UK Government launches bioplastics drive

The Department for Business, Energy and Industrial Strategy (BEIS) has announced a drive to encourage innovation in bioplastics.

A compostable plastic bag

The £60-million government investment, which BEIS says is part of the biggest boost to research and development (R&D) in the UK’s history, will be accompanied by an expected £149 million from businesses. This funding will contribute towards the development of new forms of packaging made from plants, wood chippings and food waste, reducing the carbon impact associated with oil-based plastics.

Commenting on the announcement, Business Secretary Greg Clark said: “We have all seen the enormous damage being caused by single-use plastics across the world. The race is on to develop new, effective and practical solutions to end the scourge of single-use plastics, helping to protect our planet for future generations.”

The drive towards bioplastics comes as part of the government’s Clean Growth challenge – itself a pillar of the modern Industrial Strategy – which aims to push UK industry towards low carbon growth.

Clark explained: “We have put a record level of R&D investment at the heart of our Industrial Strategy – investing to support our best minds and businesses in developing the solutions and industries of tomorrow.

“This government and business co-investment clearly demonstrates that when it comes to cutting plastics pollution there is a shared ambition. This is a unique opportunity for our world-leading businesses and innovators to develop the materials of the future with the potential to transform our economy as well as the environment.”

Alternatives to plastic made from plants have already benefited from funding through the Industrial Strategy, as well as what the government describes as ‘products that degrade easily in an open environment’ – such as the edible and biodegradable seaweed-based packaging made by London-based start-up Skipping Rocks Lab.

‘The materials of the future’?

The market for bioplastics is growing rapidly, with supermarkets across the UK, such as the Co-op and Waitrose, cutting down on single-use plastic by introducing reusable and compostable bags.

Sainsbury’s has recently committed to removing 10,000 tonnes of single-use plastic from its shelves this year, as well as removing plastic bags for fresh fruit and vegetables.

Commenting on the news from BEIS, Judith Batchelar, Director of Sainsbury’s Brand, said: “The plastics challenge is one of the greatest issues for our planet, so today’s announcement is fantastic news for retailers like Sainsbury’s that are already committed to reducing single-use plastics.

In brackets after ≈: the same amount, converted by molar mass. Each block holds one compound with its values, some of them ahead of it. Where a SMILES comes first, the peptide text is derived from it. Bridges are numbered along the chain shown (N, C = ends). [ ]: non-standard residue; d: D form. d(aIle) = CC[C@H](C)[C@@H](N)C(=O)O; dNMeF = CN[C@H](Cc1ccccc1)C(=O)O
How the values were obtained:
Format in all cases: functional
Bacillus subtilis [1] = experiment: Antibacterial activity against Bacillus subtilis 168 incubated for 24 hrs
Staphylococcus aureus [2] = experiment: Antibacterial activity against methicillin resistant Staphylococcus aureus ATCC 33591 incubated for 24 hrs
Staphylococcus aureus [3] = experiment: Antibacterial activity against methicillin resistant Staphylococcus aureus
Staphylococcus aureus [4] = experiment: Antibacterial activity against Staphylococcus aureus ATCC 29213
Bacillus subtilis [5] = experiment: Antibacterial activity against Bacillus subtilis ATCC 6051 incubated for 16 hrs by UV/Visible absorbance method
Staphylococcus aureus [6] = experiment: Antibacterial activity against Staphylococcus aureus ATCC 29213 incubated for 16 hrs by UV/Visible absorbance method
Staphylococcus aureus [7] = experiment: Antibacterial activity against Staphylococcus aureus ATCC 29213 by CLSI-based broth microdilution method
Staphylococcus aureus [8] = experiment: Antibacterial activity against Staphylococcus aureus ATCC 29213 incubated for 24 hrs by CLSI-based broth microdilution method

“But this is an issue that affects all retailers and manufacturers so it’s only by working together that we can make genuine progress and significantly reduce the nation’s reliance on plastic. This fund will act as a catalyst for this ‘coalition of the willing’ to address the research and innovation opportunities together and Sainsbury’s is proud to play our part.”

Whether the UK will go as far as the French Government, which in 2016 passed a decree to ban single-use plastic bags from shops, declaring that all bags must be bio-based and compostable, remains to be seen.

Difficulties with bioplastics

Although bioplastics are a viable alternative to oil-based plastics, they are not a silver bullet to end the problem of plastic waste.

Problems can arise when bioplastics are thrown away. Although many plant-based materials, such as Vegware, are compostable, they don’t always reach the industrial composting facilities that can process them. Many councils that collect food waste don’t send it for composting, preferring anaerobic digestion, meaning that compostable materials cannot be put in the food waste bin – or if they can, they will often be taken out of the food waste stream by the reprocessor and sent for incineration.

Out of the house, collection infrastructure for compostable materials is uncommon. As a result, compostables can contaminate batches of recycled plastic and damage recycling machinery. Moreover, if compostable plastics end up in landfill, where they will be mixed with huge piles of other waste, they won’t be able to decompose as intended. More rigid, non-compostable bioplastics are sometimes able to be recycled with normal plastics, but this is not always the case, creating the potential for consumer confusion.

Plant-based packaging manufacturer Vegware, which produces over 300 compostable catering products, has developed a collection scheme, entitled ‘Close the Loop’, in a bid to ensure that Vegware products don’t end up in landfill. This scheme, which is currently operating in most of Scotland as well as in Bristol, Worcestershire and Gloucestershire, sees Vegware collect its used products from businesses and take them on to industrial composting facilities.

Many organisations are seeking to introduce plant-based packaging in response to the public backlash over plastics. However, as a recent report has revealed, good intentions do not always produce good results. The Houses of Parliament announced in September 2018 that it would be replacing some of its single-use plastic items with compostable alternatives from Vegware – but an investigation by Foodservice Footprint revealed that ‘large volumes’ of compostable materials from the Houses of Parliament are being sent for incineration rather than to composting facilities.

Alongside the funding announcement, BEIS has published a call for evidence on standards for bio-based and biodegradable plastics, seeking evidence from scientists, manufacturers and the research community on the sustainability, wider impacts and end-of-life destinations of these new materials, which may go some way towards assuaging concerns.

The consultation closes at 11:45pm on 14 October 2019 and anyone wishing to respond can do so on the government website.

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